This week we read the parsha of Mishpatim. There are many different types of laws which the Torah commands us to follow. ‘Chukim’ are the laws which elude our understanding. They give us the opportunity to demonstrate our faith. We adhere to them because Hashem commanded us to do so. Period. Mishpatim are laws which make sense to us. Don’t steal, don’t murder, don’t commit adultery. Our parsha, as indicated by its name, deals with mishpatim.
“V’aileh ha’mishpatim (21:1)” – and these are the mishpatim. Why does our parsha begin with the letter ‘vuv’ which means ‘and’? According to Rashi it connects these mishpatim to last week’s parsha. Teaching that, just as the previous parsha’s commandments were from Sinai, so too, these mishpatim are from Sinai.
It’s fascinating to note that these laws are sandwiched between the Torah’s two accounts of Sinai. Last week’s parsha, Yisro, concluded with the ‘aseres hadivros’ (the ten commandments). Our parsha, after delineating fifty three different mitzvos (commandments) concludes with, “V’el Moshe amar a’lay el Hashem (24:1)” – And Moshe was told to ascend (Sinai) to Hashem. According to Rashi, this actually took place on the fourth day of Sivan, before the ‘aseres hadivros’!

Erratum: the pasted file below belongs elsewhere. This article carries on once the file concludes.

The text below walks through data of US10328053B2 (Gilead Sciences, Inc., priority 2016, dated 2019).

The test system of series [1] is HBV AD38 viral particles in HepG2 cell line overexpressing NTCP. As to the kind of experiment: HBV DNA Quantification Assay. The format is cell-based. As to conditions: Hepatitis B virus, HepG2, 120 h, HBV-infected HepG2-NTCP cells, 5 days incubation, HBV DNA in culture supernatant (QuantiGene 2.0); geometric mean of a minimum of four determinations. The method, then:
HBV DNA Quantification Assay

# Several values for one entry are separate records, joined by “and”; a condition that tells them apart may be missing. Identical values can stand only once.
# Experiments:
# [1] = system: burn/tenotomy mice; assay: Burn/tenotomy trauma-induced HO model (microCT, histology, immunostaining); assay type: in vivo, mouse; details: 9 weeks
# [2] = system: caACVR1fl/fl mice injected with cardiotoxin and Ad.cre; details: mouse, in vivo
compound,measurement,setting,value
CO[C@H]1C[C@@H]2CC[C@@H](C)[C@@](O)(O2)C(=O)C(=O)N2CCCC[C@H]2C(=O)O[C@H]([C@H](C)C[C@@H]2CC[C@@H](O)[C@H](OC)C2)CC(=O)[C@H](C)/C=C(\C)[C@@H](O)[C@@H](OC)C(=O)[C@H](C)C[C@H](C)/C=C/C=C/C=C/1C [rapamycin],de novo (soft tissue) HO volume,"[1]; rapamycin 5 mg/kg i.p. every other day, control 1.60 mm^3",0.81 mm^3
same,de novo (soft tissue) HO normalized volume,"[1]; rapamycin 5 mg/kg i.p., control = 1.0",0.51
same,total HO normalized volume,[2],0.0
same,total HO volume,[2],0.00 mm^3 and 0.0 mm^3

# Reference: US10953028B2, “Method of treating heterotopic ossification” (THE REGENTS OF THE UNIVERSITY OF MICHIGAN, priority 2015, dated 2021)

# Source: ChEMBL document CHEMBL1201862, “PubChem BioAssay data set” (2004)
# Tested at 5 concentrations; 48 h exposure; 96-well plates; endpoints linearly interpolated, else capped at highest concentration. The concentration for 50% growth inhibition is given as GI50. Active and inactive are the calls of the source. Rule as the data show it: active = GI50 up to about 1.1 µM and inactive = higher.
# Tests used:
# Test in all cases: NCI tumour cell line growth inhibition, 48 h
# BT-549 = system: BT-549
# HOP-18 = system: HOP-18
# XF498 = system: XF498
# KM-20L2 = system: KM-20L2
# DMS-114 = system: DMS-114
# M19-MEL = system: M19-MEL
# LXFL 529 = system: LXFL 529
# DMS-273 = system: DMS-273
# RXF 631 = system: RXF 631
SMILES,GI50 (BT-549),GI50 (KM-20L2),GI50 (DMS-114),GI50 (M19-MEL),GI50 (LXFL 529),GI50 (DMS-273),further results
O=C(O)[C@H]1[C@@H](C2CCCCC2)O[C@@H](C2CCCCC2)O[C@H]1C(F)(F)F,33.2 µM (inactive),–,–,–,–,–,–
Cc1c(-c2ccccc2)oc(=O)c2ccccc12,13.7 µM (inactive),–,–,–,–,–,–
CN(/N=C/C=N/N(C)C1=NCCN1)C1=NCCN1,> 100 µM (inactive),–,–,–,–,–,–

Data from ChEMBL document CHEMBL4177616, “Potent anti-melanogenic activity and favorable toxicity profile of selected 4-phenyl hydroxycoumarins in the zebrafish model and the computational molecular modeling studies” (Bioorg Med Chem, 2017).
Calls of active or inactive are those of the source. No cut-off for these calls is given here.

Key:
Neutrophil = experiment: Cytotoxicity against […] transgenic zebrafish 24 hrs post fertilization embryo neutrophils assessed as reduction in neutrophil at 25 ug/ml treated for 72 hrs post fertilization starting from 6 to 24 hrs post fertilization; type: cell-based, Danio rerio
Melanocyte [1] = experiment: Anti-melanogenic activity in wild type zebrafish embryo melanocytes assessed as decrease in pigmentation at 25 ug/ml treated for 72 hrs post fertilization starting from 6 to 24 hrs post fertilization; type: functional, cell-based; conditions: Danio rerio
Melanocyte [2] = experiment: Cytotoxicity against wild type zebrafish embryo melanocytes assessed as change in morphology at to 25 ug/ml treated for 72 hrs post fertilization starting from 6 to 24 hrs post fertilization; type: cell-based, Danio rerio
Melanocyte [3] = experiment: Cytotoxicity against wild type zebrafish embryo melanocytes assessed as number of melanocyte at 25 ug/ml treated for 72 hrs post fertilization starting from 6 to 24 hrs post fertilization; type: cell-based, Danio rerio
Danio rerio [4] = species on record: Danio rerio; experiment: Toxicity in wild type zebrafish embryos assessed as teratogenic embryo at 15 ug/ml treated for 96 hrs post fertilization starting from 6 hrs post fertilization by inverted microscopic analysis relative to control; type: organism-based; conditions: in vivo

Why were these mishpatim placed in the middle of the Torah’s transmission of the events at Sinai?
Let’s first attempt to understand another difficulty. We are a composite of two separate beings – a spiritual being contained within a physical being. Hashem, on the other hand, is totally removed from any trace of the physical. He exists in a domain and realm that is totally beyond us and our perception. How can we connect to Him?! That unlikely union was made possible only through the giving of the Torah. The Talmud reveals the essence of the revelation at Sinai by defining the first word of the ‘aseres hadivros’ using a method called ‘notrikon’. Each letter of the word becomes a word in and of itself. The word ‘anochi’ – spelled ‘aleph’, ‘nune’, ‘chaf’ and ‘yud’ (meaning, I) is broken into four words, each beginning with one of those letters. ‘Ana nafshai chasavis yahavis’ – I, My essence, I have written and given. I have made Myself available. I’m accessible. Through the Torah given at Sinai, we have the meeting point. We can connect. (It’s interesting to note that many of the different customs at Jewish weddings are based on events at Sinai – the wedding between Hashem and Klal Yisroel.)